There’s more here, Bailey tells us, than the steward trying to line up his next meal. The people in the crowd that day would have realized that the steward is in a terrible cultural predicament. To be fired for wasting his master’s property would be shameful, it would give him an awful public image in the community.
Here’s where Bailey’s observations get really interesting. He says “The steward’s plan is to risk everything on the quality of mercy he has already experienced from his master. If he fails, the steward will certainly go to jail. If he succeeds, he will be a hero in the community….and the key to his plan is that no one in the community yet knows that he has been fired. They will find out soon enough, so he has to act quickly.”
In verse 5 we see that the word of his firing has not spread because this steward still has authority to summon the debtors to come see him. If they knew the steward had been fired, they would not have come. They would say “You’ve been fired, buddy; I’m not doing business with you anymore. You have no authority.”
But they do come in. And take notice of the word “quickly” in verse 6. The steward wants this process to move along fast. He knows he has only a short amount of time before his master or the renters find out what is going on. He knows that he has already been fired, he has already lost his authority, and what he is doing is wrong. But the renters have no idea.
The steward is really taking pains to lead them on in verse 5 when he asks the renter, “How much do you owe MY master?” Since the steward has been fired, the master is no longer HIS master. The steward is being dishonest to the renters.
Also, because of the cultural significance of community, the relationship between the master and his renters would have been a very close one. If those renters suspected that the steward was doing something illegal, they would never have risked getting in bad blood with the master landowner. So the result is that the renters believed what was going on here was an arrangement that the master was fully aware and approving of.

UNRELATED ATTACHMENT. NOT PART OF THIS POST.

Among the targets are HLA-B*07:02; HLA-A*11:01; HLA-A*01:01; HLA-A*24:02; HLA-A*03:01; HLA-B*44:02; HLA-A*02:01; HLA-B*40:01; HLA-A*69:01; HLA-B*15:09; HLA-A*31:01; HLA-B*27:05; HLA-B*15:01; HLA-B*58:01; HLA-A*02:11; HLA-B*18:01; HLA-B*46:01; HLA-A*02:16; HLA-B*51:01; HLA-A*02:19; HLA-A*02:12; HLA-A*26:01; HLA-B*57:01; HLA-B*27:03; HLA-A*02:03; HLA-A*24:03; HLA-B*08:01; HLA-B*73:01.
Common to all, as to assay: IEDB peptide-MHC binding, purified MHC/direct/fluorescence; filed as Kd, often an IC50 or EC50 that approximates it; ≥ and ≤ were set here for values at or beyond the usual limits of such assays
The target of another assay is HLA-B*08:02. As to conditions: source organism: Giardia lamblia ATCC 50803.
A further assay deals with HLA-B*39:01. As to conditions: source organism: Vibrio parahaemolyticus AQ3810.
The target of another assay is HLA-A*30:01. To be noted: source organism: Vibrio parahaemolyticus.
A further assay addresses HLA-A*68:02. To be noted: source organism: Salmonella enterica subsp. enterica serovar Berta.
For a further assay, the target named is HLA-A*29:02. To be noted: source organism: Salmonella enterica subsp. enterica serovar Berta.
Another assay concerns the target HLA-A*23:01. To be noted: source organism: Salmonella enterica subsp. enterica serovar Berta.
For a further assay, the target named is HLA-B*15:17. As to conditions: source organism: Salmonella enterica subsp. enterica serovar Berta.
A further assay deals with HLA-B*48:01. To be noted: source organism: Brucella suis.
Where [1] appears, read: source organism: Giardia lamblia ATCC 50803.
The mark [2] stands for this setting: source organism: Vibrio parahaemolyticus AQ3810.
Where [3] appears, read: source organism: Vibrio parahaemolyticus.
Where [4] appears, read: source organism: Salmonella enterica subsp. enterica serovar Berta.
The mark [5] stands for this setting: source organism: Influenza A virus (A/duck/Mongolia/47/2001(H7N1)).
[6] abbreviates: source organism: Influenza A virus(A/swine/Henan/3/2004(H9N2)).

One more cultural point about this: the bills are not due, that is clear. The reductions are coming out of the blue, before the bills are due. Bailey notes that a steward like this would have been in the fields regularly, seeing the conditions which could have included lack of rain, insects, or hot sun, which would adversely affect production. So he could easily tell the debtors that he talked with the owner and got their bills reduced. He is like a factory foreman that arranges a Christmas bonus for his workers, and gets praised.
Bailey summarizes the cultural situation by saying: “the steward openly asserts that he still has authority. The debtors assume that the reductions are authorized; otherwise they would not cooperate. The steward quietly lets the debtors know that he has arranged for the reductions. With these assumptions all the cultural elements fall easily into place.”
The debtors each get huge reductions. With the bills adjusted, he now delivers the books to his master as requested in verse 2.
Do you know what the master is thinking when he reads these adjusted numbers? Is he angry? It seems he would be. He just lost loads of income on these contracts. How do you think your boss would react if he lost 50% on one contract and 20% on another? But amazingly, this master is not angry.